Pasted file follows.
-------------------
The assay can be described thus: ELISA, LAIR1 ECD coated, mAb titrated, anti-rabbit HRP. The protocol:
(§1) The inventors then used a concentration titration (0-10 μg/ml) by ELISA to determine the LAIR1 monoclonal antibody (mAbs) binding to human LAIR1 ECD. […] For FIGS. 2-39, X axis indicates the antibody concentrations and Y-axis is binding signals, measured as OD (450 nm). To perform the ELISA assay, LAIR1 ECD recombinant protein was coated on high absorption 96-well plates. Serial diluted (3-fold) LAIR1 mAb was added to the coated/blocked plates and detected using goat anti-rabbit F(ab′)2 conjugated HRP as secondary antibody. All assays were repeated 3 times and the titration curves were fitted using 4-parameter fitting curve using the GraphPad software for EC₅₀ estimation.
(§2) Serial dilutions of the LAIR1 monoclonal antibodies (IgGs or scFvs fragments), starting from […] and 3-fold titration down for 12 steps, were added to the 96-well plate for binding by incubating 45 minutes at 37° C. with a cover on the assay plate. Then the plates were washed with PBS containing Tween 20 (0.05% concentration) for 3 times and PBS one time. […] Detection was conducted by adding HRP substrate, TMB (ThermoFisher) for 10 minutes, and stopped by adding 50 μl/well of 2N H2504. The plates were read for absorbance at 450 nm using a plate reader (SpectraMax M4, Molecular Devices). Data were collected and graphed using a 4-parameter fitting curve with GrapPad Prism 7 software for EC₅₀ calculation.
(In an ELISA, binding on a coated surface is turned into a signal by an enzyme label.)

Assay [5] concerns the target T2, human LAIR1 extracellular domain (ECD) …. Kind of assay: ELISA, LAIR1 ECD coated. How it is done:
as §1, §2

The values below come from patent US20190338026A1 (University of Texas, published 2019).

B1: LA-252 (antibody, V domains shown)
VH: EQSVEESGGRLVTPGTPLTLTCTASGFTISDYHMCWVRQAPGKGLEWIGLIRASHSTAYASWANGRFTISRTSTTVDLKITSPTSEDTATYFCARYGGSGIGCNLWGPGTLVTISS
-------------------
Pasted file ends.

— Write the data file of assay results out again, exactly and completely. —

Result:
The assay can be described thus: ELISA, LAIR1 ECD coated, mAb titrated, anti-rabbit HRP. The protocol:
(§1) The inventors then used a concentration titration (0-10 μg/ml) by ELISA to determine the LAIR1 monoclonal antibody (mAbs) binding to human LAIR1 ECD. […] For FIGS. 2-39, X axis indicates the antibody concentrations and Y-axis is binding signals, measured as OD (450 nm). To perform the ELISA assay, LAIR1 ECD recombinant protein was coated on high absorption 96-well plates. Serial diluted (3-fold) LAIR1 mAb was added to the coated/blocked plates and detected using goat anti-rabbit F(ab′)2 conjugated HRP as secondary antibody. All assays were repeated 3 times and the titration curves were fitted using 4-parameter fitting curve using the GraphPad software for EC₅₀ estimation.
(§2) Serial dilutions of the LAIR1 monoclonal antibodies (IgGs or scFvs fragments), starting from […] and 3-fold titration down for 12 steps, were added to the 96-well plate for binding by incubating 45 minutes at 37° C. with a cover on the assay plate. Then the plates were washed with PBS containing Tween 20 (0.05% concentration) for 3 times and PBS one time. […] Detection was conducted by adding HRP substrate, TMB (ThermoFisher) for 10 minutes, and stopped by adding 50 μl/well of 2N H2504. The plates were read for absorbance at 450 nm using a plate reader (SpectraMax M4, Molecular Devices). Data were collected and graphed using a 4-parameter fitting curve with GrapPad Prism 7 software for EC₅₀ calculation.
(In an ELISA, binding on a coated surface is turned into a signal by an enzyme label.)

Assay [5] concerns the target T2, human LAIR1 extracellular domain (ECD) …. Kind of assay: ELISA, LAIR1 ECD coated. How it is done:
as §1, §2

The values below come from patent US20190338026A1 (University of Texas, published 2019).

B1: LA-252 (antibody, V domains shown)
VH: EQSVEESGGRLVTPGTPLTLTCTASGFTISDYHMCWVRQAPGKGLEWIGLIRASHSTAYASWANGRFTISRTSTTVDLKITSPTSEDTATYFCARYGGSGIGCNLWGPGTLVTISS